Sailing Istanbul waters on the Blue Panda to #stopplasticpollution

Littered beaches, plastic bags flowing in the water and fear of microplastic in the fish we consume are the results of our single plastic use policy. We might be the ones who created the problem, but we are not the only ones suffering from it. More than 500,000 tons of plastic enter the Mediterranean Sea every year, accompanied by the 1.25 million microplastic fragments concentrated in each square kilometre. Plastic attracts aquatic toxins, which are being consumed by fish when it mixes with the plankton. Through the food chain, those toxins accumulate, leading to lower reproduction and survival rates. Not just fish but also marine mammals like dolphins and whales are known to mistake the litter for food, damaging their digestive system, ending deadly for 100,000 mammals around the globe during the last year. Others get entangled in packaging or abandoned nets, which often leads to fatal injuries or the inability to scavenge for food.

"We used the opportunity to conduct surveys on the local dolphin and porpoise population, collecting photo ID and behavioural data"

The WWF Mediterranean Marine Initiative has taken the task upon themselves to fight for a stop of further plastic pollution in the Mediterranean Sea. Besides pushing for legal action and laws, they work with the coastal population to rethink and act. As part of the latter, their sailing boat Blue Panda set sail to a six-month journey around the Mediterranean Sea, educating and mobilizing people on the way.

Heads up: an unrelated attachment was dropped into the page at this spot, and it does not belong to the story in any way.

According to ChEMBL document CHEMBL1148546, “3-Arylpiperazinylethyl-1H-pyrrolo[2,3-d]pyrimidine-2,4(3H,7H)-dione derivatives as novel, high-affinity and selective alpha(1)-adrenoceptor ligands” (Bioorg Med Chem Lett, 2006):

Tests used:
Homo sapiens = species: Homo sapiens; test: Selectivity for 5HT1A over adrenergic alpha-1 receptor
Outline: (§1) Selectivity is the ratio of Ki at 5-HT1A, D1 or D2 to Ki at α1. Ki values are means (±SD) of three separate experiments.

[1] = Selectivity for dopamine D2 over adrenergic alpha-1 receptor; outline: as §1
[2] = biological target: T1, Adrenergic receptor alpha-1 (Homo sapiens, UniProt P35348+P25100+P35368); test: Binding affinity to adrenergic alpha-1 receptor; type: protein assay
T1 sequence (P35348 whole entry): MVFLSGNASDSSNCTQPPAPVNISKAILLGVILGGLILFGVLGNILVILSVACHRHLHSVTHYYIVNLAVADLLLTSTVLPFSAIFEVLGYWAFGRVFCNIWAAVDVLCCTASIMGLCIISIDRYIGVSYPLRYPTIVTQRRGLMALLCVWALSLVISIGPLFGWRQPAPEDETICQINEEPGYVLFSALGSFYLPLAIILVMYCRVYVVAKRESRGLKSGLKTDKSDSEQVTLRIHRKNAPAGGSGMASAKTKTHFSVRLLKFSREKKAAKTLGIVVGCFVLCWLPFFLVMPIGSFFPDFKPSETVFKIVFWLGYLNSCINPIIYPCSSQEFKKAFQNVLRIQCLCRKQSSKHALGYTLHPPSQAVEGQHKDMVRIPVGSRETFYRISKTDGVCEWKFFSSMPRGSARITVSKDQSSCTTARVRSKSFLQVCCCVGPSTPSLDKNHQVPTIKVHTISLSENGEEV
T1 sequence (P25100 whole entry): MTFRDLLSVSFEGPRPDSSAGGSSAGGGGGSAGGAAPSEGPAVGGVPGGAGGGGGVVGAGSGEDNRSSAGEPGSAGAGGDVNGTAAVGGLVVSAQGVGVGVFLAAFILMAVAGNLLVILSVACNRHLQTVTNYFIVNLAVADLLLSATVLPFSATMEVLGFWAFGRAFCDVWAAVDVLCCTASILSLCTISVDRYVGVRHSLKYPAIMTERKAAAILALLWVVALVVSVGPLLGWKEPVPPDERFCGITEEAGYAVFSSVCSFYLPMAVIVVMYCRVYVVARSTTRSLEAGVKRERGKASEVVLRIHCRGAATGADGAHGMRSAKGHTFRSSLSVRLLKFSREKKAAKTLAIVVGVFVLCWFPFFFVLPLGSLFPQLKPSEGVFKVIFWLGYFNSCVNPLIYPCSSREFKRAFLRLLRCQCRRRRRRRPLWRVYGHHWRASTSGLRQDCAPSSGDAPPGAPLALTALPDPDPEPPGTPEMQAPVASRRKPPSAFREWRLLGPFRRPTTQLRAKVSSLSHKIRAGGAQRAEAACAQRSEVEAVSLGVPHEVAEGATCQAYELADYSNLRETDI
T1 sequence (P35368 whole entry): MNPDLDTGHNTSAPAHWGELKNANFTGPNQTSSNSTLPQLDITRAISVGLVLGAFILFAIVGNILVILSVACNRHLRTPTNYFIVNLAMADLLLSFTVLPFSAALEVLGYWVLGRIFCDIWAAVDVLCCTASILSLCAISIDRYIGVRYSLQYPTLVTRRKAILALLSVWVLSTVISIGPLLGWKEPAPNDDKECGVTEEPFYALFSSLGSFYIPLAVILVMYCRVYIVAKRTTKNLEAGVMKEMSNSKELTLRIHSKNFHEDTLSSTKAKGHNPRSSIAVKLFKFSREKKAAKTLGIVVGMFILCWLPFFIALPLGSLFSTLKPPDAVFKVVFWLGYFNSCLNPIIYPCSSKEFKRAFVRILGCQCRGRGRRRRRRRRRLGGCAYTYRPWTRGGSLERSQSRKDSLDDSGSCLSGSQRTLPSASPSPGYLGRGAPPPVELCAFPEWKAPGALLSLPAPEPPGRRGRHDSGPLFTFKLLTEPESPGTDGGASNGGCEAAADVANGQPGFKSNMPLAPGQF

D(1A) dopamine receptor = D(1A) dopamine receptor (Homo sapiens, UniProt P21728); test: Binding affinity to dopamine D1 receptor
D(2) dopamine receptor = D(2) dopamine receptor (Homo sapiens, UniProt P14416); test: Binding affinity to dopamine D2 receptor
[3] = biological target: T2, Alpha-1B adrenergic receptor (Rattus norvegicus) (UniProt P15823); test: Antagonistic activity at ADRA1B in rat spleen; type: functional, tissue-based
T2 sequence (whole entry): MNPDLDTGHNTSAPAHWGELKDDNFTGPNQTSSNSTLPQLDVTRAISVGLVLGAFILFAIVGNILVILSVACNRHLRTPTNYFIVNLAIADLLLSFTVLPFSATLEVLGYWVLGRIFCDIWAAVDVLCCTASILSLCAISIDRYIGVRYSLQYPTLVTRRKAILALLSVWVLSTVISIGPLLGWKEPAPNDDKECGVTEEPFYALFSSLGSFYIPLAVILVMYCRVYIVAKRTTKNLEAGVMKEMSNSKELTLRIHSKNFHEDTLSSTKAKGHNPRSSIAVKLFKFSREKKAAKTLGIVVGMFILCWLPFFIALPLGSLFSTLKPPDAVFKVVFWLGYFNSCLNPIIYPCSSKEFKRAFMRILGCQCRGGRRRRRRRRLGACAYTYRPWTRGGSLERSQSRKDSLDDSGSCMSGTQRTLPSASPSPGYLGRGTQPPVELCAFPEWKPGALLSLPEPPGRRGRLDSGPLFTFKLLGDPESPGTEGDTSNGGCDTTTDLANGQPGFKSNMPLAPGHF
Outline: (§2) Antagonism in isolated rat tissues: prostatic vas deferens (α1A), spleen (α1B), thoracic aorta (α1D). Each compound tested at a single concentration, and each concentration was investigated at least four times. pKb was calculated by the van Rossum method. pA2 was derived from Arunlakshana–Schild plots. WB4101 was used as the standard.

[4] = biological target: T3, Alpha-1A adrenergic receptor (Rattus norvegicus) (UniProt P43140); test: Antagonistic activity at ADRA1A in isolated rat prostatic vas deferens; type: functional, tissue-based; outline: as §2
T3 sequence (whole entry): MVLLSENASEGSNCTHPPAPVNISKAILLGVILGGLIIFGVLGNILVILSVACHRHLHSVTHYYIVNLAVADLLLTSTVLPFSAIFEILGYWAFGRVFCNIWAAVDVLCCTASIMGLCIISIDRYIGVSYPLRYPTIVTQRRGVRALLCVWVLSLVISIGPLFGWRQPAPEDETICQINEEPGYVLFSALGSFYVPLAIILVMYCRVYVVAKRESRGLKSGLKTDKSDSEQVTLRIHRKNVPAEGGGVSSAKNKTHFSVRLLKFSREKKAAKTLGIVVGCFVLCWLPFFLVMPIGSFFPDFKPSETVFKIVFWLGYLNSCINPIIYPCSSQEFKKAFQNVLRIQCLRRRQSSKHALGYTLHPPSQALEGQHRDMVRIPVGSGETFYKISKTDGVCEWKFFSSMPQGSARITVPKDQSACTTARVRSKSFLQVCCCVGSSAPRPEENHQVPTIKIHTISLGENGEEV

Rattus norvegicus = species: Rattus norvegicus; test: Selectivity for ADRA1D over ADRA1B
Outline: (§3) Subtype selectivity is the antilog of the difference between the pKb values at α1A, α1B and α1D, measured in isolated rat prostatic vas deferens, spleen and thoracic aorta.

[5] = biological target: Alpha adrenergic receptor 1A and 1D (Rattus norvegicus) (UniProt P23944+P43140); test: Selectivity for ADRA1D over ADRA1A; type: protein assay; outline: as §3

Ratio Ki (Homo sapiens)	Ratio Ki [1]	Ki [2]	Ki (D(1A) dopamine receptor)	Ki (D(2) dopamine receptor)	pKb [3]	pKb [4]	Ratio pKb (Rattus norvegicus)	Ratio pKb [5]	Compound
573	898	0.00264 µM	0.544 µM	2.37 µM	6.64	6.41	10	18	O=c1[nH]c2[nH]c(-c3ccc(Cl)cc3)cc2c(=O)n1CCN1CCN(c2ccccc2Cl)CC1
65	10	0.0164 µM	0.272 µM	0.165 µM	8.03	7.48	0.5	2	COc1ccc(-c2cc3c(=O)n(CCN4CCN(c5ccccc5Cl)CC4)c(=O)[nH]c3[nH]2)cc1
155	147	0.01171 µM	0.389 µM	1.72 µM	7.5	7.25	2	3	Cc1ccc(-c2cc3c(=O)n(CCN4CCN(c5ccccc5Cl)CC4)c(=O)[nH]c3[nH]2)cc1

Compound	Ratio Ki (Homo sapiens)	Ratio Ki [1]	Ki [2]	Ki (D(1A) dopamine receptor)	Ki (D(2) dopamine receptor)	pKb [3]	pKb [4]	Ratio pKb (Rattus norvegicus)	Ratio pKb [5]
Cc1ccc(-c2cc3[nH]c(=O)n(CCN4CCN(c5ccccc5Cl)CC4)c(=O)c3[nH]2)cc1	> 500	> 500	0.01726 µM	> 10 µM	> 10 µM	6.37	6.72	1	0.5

On their recent stop in Istanbul in the last week of September, DMAD under WWF-TURKEY, jumped on board to support them in their quest. In several trips through the Istanbul Strait, we took supporters, persons of public interest and the general public along for a ride. We strived to educate on the environmental threat plastic holds, to illustrate the dangerous effects it has on the marine wildlife – mammals in particular – and to discuss possible solutions in day to day life.
At the same time we used the opportunity to conduct surveys on the local dolphin and porpoise population, collecting photo ID and behavioural data. The results of such data efforts can be used to monitor changes in the population size in the future. Thereby possible underlying causes might be exposed and counteractive actions could be initiated in time.
To determine the situation and understand the need for action scientific research is essential.
However, public awareness and mobilisation are what carries the necessary changes. 
Therefore it is critically important to build the bridge between scientific data acquisition and the education and mobilisation of the broader public, letting both sides join forces in the fight to #stopplasticpollution, conserve a healthy marine environment and protect our marine mammals. Blue Panda sets an important example in that regard and we hope to keep doing so alongside them.